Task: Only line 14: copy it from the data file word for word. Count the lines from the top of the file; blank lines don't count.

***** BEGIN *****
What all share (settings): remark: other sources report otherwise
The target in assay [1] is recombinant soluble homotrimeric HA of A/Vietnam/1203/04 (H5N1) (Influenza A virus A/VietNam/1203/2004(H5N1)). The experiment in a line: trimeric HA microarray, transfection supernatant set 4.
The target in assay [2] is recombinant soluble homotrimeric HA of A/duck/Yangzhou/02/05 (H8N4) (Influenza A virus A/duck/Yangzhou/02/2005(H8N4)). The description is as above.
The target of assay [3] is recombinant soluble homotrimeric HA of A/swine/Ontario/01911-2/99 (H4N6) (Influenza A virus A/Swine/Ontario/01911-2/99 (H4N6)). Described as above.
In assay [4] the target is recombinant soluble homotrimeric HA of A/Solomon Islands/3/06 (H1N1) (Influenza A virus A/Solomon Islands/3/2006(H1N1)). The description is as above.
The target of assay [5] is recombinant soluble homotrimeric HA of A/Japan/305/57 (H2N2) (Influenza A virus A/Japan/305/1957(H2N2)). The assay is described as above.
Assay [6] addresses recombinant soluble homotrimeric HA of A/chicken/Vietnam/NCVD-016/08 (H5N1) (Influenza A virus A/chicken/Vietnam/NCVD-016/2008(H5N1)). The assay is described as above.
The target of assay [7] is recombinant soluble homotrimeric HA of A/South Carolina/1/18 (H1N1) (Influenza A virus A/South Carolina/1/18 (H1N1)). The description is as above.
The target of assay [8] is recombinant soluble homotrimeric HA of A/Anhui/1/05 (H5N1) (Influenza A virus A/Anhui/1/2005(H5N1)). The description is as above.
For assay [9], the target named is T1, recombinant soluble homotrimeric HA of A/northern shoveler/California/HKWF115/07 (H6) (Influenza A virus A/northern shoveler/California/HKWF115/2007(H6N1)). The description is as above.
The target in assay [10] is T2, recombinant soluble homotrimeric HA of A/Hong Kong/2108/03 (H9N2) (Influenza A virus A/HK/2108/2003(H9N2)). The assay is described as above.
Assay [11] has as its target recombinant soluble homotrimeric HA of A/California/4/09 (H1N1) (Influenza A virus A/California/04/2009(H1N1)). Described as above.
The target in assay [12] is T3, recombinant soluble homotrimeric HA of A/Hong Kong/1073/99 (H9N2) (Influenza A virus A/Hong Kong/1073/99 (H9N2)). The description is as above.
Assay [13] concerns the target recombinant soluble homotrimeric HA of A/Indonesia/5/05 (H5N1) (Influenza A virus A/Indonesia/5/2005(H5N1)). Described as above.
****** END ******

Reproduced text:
Assay [13] concerns the target recombinant soluble homotrimeric HA of A/Indonesia/5/05 (H5N1) (Influenza A virus A/Indonesia/5/2005(H5N1)). Described as above.